if (leftChildIndex < length) {

childIndex = leftChildIndex;
minPriority = leftChild.finalPriority;
}
}

if (rightChildIndex < length) {

childIndex = rightChildIndex;
minPriority = rightChild.finalPriority;
}
}

if (childIndex === null) {
break;
}

this.swap(index, childIndex);
index = childIndex;
}
}
``````

This method will be used when we use the getNextTask() method which removes the first task from the list.
Again, we will get the current task and also the length of the list, then we store them in their appropriate variables. Then, we will start an infinite loop that will break when the task reaches its correct position.
We assign the childIndex to be null in the beginning and the minPriority to be the current task's final priority. Then, we will get the index of the left and right child of the current task.
After assigning these values to the variables, we will check if the left and right child exist.

`````` if (leftChildIndex < length) {

childIndex = leftChildIndex;
minPriority = leftChild.finalPriority;
}
}
``````

If the left child exist, then we will compare it with the current task using the compareTasks() method. If the left child has lower priority, then we will assign the childIndex to be index of the left child and the minPriority to be the final priority of the left child.
Then we move on to check the right child.

``````if (rightChildIndex < length) {

childIndex = rightChildIndex;
minPriority = rightChild.finalPriority;
}
}
``````

If the rigth child exist, then we will compare it with the current task. If the right child has lower priority, then we will assign the childIndex to be index of the right child and the minPriority to be the final priority of the right child.
If the childIndex becomes null, then we will break out of the loop.
If it's not null, then we will swap the two tasks at index and childIndex to push down the current task to its correct position.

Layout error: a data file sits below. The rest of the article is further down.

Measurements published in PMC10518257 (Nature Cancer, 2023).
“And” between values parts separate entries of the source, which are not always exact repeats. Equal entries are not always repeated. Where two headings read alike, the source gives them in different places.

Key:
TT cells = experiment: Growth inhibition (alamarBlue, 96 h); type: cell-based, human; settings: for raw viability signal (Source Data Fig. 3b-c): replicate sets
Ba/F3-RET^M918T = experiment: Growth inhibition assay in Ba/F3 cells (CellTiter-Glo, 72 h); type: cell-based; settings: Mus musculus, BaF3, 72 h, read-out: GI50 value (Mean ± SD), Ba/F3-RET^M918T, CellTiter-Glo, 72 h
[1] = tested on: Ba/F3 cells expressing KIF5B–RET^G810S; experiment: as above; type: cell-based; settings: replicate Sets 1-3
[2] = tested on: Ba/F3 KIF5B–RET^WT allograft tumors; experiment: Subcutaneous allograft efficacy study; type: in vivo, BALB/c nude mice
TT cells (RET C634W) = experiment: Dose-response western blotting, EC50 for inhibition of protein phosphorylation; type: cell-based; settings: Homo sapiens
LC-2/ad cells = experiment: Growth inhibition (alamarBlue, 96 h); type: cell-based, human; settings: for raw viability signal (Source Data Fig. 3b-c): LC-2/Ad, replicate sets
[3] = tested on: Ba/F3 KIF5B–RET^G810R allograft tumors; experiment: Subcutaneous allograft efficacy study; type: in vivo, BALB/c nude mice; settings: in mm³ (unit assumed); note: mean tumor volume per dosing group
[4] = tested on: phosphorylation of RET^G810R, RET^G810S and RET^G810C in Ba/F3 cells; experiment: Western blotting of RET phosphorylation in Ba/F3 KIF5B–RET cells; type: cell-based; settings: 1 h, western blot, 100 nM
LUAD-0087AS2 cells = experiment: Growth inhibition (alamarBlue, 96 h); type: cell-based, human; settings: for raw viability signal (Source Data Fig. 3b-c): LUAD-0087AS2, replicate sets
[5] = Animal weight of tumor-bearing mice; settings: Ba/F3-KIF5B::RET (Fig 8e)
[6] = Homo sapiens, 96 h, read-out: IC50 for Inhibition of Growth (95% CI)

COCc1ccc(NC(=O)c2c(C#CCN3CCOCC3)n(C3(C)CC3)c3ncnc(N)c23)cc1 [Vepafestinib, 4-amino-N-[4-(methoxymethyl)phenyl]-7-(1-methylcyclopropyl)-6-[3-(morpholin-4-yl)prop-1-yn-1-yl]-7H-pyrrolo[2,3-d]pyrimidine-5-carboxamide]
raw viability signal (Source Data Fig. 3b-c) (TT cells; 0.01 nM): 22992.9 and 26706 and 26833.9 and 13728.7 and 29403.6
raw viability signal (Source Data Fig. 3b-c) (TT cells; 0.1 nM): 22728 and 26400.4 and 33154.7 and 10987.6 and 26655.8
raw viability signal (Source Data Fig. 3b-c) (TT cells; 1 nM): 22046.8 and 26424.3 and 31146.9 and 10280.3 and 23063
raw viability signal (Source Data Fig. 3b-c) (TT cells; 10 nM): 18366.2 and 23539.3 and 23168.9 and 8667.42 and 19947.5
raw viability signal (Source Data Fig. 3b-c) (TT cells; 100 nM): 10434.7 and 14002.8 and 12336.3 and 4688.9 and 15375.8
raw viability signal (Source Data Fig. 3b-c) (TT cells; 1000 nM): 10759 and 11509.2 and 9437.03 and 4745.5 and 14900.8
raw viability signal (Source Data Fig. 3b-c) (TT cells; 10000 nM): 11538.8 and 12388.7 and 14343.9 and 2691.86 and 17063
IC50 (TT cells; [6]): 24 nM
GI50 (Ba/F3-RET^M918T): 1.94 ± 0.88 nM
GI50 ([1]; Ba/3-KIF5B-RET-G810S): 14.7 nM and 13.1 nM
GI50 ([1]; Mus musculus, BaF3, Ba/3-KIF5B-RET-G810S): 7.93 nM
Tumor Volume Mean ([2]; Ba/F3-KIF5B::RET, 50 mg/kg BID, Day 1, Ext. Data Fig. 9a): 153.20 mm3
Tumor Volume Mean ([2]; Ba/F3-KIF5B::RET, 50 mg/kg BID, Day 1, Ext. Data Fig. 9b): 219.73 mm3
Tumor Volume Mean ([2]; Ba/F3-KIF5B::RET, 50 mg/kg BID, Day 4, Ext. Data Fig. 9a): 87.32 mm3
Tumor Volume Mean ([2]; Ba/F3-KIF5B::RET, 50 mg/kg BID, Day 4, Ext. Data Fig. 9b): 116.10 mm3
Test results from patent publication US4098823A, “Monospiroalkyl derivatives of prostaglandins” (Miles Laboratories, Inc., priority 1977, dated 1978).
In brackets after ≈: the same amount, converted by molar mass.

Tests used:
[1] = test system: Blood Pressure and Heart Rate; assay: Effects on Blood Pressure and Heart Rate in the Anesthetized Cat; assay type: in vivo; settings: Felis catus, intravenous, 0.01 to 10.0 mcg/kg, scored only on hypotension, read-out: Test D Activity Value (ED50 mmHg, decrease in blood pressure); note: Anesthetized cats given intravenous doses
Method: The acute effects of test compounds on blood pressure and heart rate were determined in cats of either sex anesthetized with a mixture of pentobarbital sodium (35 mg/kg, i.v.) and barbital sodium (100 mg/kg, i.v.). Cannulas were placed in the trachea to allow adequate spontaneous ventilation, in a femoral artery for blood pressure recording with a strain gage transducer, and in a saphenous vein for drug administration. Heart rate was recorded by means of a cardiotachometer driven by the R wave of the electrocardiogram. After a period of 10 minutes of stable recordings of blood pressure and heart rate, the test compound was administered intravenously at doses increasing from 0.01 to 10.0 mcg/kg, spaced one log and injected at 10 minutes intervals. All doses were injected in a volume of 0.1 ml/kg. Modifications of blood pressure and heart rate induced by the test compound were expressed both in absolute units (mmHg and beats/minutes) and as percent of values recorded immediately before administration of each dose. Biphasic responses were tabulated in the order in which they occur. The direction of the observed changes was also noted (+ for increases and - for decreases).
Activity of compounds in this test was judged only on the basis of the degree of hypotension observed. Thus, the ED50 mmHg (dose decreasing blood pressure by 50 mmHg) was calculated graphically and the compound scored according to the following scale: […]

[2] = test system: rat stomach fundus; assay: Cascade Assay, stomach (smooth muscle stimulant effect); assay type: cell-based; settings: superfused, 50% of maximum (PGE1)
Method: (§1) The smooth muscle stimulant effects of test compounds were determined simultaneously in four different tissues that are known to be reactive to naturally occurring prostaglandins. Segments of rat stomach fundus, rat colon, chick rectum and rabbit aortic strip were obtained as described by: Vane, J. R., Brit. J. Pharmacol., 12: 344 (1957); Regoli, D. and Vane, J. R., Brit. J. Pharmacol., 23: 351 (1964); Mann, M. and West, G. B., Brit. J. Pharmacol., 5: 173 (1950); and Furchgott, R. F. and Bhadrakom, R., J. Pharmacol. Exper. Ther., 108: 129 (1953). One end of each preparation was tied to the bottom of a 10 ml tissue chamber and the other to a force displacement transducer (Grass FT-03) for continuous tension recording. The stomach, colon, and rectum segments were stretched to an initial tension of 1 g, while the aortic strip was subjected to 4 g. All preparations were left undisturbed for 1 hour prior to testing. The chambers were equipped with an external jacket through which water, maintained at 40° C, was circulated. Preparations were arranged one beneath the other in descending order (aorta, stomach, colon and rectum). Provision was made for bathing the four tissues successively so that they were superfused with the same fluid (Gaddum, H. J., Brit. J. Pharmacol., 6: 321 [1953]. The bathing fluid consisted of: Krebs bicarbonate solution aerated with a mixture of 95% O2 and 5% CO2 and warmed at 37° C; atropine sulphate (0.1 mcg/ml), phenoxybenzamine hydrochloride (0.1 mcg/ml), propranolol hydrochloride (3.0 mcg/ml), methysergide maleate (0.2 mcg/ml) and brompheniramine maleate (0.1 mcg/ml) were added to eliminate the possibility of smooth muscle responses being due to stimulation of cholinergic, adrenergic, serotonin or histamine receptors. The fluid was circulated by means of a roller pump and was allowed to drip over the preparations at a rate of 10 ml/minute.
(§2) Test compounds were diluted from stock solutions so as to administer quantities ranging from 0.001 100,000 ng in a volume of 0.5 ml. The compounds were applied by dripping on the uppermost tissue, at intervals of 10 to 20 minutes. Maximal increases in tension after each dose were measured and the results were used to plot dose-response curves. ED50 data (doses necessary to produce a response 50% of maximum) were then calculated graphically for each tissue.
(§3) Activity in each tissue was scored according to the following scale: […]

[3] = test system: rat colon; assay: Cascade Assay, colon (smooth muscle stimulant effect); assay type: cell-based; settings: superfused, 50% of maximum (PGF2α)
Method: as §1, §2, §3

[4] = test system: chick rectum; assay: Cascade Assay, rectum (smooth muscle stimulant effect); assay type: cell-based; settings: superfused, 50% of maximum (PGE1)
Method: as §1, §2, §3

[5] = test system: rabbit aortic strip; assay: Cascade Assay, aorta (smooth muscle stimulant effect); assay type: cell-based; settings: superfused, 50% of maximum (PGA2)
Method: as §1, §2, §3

So by repeatedly swapping the task with its lower priority child, the task goes down to its correct position, ensuring that the task with the highest priority stays at the top.

## 4. Analysis

Lets analyze the efficiency of the algorithms we used.

• Time Complexity:
This is the amount of time an algorithm takes to run in relation to the size of the input. It measures how the runtime increases of the algorithm as the size of the input increases. For the time complexity we use the Big O notation, O(). This provides an upper bound on the growth rate of the algorithm.

• compareTasks(): This method doesn't depend on the size of the tasks and it performs constant-time operations, O(1). The algorithm takes the same amount of time, regardless the size of the input.

• deleteTask(): The method uses findIndex() and splice() which have linear time complexity, O(n). The runtime grows linearly with the input size.

• addTask(), getNextTask(), heapifyUp(), heapifyDown(): All these methods have logarithmic time, so the runtime grows logarithmically with the input size, O(log n).

• Space Complexity:
This is the amount of memory or space an algorithm requires to run in relation to the size of the input. It measures how much additional memory it uses as the input grows. We also use the Big O notation here as well.

• All methods: All of the methods use the O(1) constant space because they use a fixed amount of memory, regardless of the input size.
• Possible other algorithmic approaches:

• Linked list sorted by priority: Here we could use a linked list to store the tasks and sorted by priority.

• Priority queue with binary heap: Instead of using an array as in the current implementation, we can maintain the heap property using a binary heap data structure.

Here is a table comparison of the 3 approaches:

Methods Min Heap Linked List Priority Queue
swap() O(1) O(1) O(1)

You can checkout the full code here: https://github.com/OpenGenus/task-scheduler